HL Deb 31 July 1882 vol 273 cc150-5

Order of the Day for the House to be put into Committee, read.

Moved, "That the House do now resolve itself into Committee."—(The Lord Privy Seal.)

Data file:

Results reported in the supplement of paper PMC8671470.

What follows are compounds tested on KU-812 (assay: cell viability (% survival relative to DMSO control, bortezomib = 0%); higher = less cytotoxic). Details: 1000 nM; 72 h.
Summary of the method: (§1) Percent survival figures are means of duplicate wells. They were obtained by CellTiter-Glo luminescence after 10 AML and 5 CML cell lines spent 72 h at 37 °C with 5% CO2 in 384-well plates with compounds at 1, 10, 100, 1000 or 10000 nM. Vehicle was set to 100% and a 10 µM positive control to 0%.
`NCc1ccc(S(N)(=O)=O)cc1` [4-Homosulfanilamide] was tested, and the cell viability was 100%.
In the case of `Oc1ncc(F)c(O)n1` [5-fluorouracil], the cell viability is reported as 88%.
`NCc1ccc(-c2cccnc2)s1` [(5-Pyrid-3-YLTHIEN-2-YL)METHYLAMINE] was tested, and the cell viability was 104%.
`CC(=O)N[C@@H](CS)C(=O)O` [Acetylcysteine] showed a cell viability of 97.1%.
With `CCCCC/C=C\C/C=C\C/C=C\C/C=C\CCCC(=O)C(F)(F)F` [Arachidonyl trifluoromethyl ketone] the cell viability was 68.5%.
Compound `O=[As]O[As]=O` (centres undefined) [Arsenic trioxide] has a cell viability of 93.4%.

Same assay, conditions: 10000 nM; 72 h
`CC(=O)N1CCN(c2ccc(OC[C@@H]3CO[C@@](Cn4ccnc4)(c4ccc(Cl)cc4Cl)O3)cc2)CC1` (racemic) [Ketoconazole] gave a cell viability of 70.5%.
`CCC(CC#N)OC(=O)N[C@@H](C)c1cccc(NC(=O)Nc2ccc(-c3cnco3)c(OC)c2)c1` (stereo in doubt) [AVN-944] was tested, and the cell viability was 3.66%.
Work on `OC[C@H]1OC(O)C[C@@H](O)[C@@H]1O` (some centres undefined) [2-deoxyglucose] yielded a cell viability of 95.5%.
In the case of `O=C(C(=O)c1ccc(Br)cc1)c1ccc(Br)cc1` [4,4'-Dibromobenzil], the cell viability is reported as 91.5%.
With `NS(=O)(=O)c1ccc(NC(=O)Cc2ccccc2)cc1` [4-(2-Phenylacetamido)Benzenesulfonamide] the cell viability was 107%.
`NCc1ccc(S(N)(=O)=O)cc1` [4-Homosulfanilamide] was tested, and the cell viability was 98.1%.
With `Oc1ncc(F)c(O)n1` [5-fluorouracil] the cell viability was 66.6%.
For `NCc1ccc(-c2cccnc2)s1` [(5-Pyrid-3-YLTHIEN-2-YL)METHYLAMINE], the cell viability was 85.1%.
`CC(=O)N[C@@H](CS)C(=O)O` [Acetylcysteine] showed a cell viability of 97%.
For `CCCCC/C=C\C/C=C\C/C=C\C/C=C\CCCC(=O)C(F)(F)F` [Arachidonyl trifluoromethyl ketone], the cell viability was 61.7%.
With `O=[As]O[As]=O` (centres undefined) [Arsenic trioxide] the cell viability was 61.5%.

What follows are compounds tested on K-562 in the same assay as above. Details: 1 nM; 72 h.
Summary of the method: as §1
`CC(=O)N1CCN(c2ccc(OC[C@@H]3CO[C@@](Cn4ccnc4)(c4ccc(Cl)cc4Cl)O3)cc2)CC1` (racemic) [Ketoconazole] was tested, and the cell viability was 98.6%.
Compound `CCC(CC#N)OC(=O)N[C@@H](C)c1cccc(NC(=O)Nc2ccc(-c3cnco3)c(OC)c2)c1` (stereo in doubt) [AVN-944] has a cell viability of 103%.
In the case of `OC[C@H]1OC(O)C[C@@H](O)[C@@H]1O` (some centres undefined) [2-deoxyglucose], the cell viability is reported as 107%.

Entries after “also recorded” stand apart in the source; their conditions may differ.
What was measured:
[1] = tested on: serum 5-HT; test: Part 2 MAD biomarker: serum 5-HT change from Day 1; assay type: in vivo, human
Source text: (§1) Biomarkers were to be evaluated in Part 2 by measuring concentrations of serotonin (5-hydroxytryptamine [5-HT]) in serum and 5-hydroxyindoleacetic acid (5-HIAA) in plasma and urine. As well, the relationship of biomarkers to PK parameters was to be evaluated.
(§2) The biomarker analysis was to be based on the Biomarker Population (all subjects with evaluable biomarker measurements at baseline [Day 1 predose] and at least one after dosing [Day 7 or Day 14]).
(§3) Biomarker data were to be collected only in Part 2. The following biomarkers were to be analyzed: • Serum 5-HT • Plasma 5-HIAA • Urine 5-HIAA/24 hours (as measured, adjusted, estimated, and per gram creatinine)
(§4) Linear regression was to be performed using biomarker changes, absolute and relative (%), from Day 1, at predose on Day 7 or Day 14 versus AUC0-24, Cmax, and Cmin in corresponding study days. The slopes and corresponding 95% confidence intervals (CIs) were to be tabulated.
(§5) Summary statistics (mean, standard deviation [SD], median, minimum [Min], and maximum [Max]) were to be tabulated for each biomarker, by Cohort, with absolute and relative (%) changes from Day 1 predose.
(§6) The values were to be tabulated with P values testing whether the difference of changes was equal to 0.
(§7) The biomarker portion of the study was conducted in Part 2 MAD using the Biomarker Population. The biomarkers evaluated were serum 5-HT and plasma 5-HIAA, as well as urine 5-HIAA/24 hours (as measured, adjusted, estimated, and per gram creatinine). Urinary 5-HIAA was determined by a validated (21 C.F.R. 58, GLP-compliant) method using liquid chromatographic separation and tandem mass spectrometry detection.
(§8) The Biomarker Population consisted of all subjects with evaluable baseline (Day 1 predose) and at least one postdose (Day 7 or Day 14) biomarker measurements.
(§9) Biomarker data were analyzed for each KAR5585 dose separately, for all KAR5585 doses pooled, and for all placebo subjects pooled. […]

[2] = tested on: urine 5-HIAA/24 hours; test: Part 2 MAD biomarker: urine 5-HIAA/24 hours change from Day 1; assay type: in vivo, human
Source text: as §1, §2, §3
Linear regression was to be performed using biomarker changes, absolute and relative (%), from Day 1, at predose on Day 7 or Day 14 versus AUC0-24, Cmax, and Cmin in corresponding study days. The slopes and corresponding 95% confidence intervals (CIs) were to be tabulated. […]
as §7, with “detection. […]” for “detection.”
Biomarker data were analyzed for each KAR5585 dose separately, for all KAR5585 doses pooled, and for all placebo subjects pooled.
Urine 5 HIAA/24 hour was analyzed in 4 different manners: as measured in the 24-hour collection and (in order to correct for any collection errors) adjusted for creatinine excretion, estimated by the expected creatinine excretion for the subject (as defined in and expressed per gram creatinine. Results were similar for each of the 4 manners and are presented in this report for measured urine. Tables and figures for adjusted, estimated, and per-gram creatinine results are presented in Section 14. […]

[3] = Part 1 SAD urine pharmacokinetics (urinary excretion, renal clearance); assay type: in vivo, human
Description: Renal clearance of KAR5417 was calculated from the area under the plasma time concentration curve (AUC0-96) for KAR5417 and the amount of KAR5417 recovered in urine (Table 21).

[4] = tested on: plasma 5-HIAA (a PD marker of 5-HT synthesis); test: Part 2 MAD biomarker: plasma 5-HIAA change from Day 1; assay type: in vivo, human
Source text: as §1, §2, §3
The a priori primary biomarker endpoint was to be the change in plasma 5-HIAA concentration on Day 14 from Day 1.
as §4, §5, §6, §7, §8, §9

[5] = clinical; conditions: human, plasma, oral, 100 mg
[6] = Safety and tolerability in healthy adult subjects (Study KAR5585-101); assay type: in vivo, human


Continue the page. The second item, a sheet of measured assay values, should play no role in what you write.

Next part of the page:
said, that during the discussion which took place on the second reading of this Bill a question was asked by the noble Marquess, who was not now in his place (the Marquess of Lansdowne), as to whether the Government intended this to be a final measure, or whether it was merely an instalment in Irish legislation. As no answer had been given to the question, he (the Earl of Camper down) ventured to repeat it. It appeared to him to be most important that Parliament should know the whole mind and plan of the Government in reference to this subject. When Parliament was asked to pass a measure which the Government, who were responsible for its introduction, admitted was contrary to all principles of political economy, and which could only be justified by its necessity, it was certainly not too much to ask that they should have an assurance that they should not be called upon hereafter to vote for a measure which should diverge still more from those principles. It was, therefore, important that Parliament, and still more the Irish tenant, should know the whole mind of the Government upon this question. How was it possible that they could escape from further agitation on this question if they did not know what was the limit to which the Government were prepared to go in this direction? The only indication they had received on this point was to be found in the speech of the Prime Minister made in the other House of Parliament, which was as follows:— One important subject was left in doubt at the time when I last spoke, and that was the amendment of the Irish Land Act. Various heads, none of them touching the essence of the Act (the provisions relating to tenure) hut still touching very important matters, have been raised, and have attracted, in different degrees, public interest, both here and in Ireland. As far as I recollect, among many others, there are, first of all, the provisions relating to purchase; then those relating to the date of the judicial rent; thirdly, the Emigration Clause; fourthly, the subject of leases, upon which I never spoke as of any large change, but with respect to which there is a recommendation of the Commissioners before the Government not altogether immaterial; and, fifthly, there is the question with respect to labourers, upon which also a recommendation of limited scope has been made by the Commissioners. There may be others; but I believe those are the principal questions." —[3 Hansard, cclxxi. 1968.] The right hon. Gentleman had then proceeded to point out that it was impossible to deal with these questions during the present Session of Parliament. It was evident from this language that there was some intention on the part of the Government of dealing with these questions in the coming, or, at all events, in future Sessions; and he thought that the House was entitled to some explanation of the meaning of those words. Their Lordships would perceive that the Prime Minister had referred to two very important matters, which affected most intimately the relations between the landlords and the ten ants of Ireland—the first being the question of the date of the judicial rent, and the second being that relating to the leases. In dealing with those two important matters it was quite possible that the whole subject of the Land Act might be brought under discussion. Neither the Irish Representatives in the other House nor the Irish tenants themselves were slow to appreciate the advantages which indefinite statements on the part of the Government on such subjects gave them; and indefinite language such as that used by the Prime Minister was calculated more than anything else to do great mischief in Ireland. In these circumstances, he trusted that the Lord Privy Seal would be able to give the House some definite assurance with regard to the extent and meaning of the Prime Minister's words, because he believed that plain speaking was the best policy to adopt in the interests of both the Irish landlord and the Irish tenant. How was a landlord to manage his estate, or a tenant to cultivate his holding, if they had an idea that the Legislature was going to do something in reference to land of which they did not know? It was proposed in this Bill to compound the debts of the tenants, and to pay a certain portion of them. It seemed to him, when they had done that, they had done as much as could fairly be claimed. The Government could confer no more important boon upon them both than to state distinctly and clearly what they were prepared to do, and what they were determined not to do, in the matter of future Irish legislation. If they did not speak out clearly, he feared the day was far distant when they would see the contentment and pacification of Ireland. He, therefore, begged to ask the noble Lord for an assurance that if the Bill became law no further important changes would be proposed by Her Majesty's Government in the laws relating to contract between landlord and tenant in Ireland; or, in the event of the Government being unable to give such assurance, he asked for an explanation of the Amendments in the Irish Land Act lately foreshadowed by the Prime Minister.